We are at a watershed moment in which growing national protest and public outcry over police injustice and brutality, especially against people of color, are animating new meanings of public safety and new proposals for structural police reforms. (11) In this environment, there is increasing momentum for rethinking police involvement in the traffic space. (12) This momentum has already brought about concrete changes: At least one municipality has decided to remove police from traffic enforcement. In July 2020, the city of Berkeley, California, voted in favor of a proposal that, as part of a comprehensive plan to achieve structural police reform, would make it the first municipality in the country to remove police from traffic stops. (13) Under this proposal, the city would create a department of transportation staffed by unarmed civil servants who would be in charge of enforcing traffic laws. (14) Other municipalities are considering similar reforms that would remove police from traffic enforcement to varying degrees. (15)

This Article challenges the conventional wisdom that traffic enforcement is impossible without the police and, in so doing, illustrates why the public should welcome major changes in line with Berkeley's approach. Although scholars have identified a need to rethink the role of police in the traffic domain and have discussed specific ideas for reform, (16) this Article makes an important contribution to the literature by articulating a sharpened and comprehensive legal framework for removing the police from traffic enforcement. (17) The analysis provides a starting point for renewed thinking about the basic organization of traffic enforcement, the role of police in traffic enforcement, and the means by which law and policy can be used as tools to achieve fairness and equality in traffic enforcement. As this Article explains, removing police from traffic enforcement would help to achieve this fairness and equality, especially for people of color and other marginalized communities vulnerable to overpolicing and overcriminalization in today's driving regime. (18)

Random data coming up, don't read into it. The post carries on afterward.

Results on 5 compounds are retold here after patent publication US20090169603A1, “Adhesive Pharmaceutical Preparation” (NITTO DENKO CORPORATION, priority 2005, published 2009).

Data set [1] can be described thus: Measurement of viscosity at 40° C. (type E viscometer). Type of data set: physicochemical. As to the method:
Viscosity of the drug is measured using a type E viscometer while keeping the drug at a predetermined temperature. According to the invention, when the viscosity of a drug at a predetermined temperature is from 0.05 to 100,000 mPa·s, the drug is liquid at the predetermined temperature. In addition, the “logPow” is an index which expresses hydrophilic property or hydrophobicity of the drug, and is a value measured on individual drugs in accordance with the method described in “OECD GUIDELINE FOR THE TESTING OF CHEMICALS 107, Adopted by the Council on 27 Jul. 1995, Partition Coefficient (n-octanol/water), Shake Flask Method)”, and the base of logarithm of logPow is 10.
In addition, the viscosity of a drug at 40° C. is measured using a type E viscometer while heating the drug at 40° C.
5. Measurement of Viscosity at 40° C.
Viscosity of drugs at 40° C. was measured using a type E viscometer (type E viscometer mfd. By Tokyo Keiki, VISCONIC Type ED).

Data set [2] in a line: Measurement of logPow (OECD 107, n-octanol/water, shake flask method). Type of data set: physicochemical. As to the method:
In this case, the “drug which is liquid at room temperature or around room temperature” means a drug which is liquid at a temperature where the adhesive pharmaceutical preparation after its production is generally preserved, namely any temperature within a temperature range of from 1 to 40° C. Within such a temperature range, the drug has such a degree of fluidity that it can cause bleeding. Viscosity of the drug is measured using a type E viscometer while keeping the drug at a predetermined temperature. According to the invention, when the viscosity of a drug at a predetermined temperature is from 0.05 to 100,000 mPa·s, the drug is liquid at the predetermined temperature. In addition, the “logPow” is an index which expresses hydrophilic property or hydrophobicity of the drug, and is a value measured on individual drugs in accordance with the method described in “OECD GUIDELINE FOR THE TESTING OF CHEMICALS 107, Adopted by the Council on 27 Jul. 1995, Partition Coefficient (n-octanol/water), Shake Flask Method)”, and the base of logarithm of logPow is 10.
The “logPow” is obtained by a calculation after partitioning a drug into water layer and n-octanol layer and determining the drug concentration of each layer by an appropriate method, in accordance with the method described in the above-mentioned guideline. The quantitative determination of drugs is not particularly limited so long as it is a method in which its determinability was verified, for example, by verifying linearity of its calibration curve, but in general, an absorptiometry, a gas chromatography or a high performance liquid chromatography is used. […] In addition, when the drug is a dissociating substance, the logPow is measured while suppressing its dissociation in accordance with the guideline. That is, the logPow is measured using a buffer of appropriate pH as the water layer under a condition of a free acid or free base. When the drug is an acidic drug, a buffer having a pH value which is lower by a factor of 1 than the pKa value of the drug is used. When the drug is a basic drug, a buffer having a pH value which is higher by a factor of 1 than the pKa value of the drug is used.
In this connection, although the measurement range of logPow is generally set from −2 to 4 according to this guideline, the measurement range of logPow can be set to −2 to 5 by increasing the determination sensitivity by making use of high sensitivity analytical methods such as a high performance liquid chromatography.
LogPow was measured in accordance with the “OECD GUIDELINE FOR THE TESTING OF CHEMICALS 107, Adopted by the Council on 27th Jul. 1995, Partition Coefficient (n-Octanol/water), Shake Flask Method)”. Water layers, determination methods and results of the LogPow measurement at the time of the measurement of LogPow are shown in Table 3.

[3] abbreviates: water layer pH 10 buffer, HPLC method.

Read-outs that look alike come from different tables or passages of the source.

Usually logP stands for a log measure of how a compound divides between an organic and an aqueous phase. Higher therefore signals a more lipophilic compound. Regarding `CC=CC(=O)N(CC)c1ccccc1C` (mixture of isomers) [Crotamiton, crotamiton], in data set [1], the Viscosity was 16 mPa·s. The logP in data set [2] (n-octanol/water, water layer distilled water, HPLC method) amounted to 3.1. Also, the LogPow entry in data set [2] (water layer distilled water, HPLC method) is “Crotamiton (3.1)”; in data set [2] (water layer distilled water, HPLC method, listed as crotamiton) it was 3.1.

The core ideas in this Article connect to growing public and scholarly debates about the proper role of police and the scope of the police function. (19) As sociologist Alex Vitale has explained, "[t]he origins and function of the police are intimately tied to the management of inequalities of race and class." (20) Society currently relies on police to perform a wide range of duties that includes conducting criminal investigations, preventing and deterring crime, conducting accident investigations, handling traffic enforcement and control, providing social services, and responding to emergency and nonemergency civilian complaints. (21) More often than not, police spend their time responding to incidents that do not involve violent crime. (22) One recent report revealed that police officers in New Orleans, Sacramento, and Montgomery County, Maryland, spend only about 4% of their time on violent crimes, compared to roughly 5096 on noncriminal complaints, noncriminal disturbances, and traffic accidents. (23)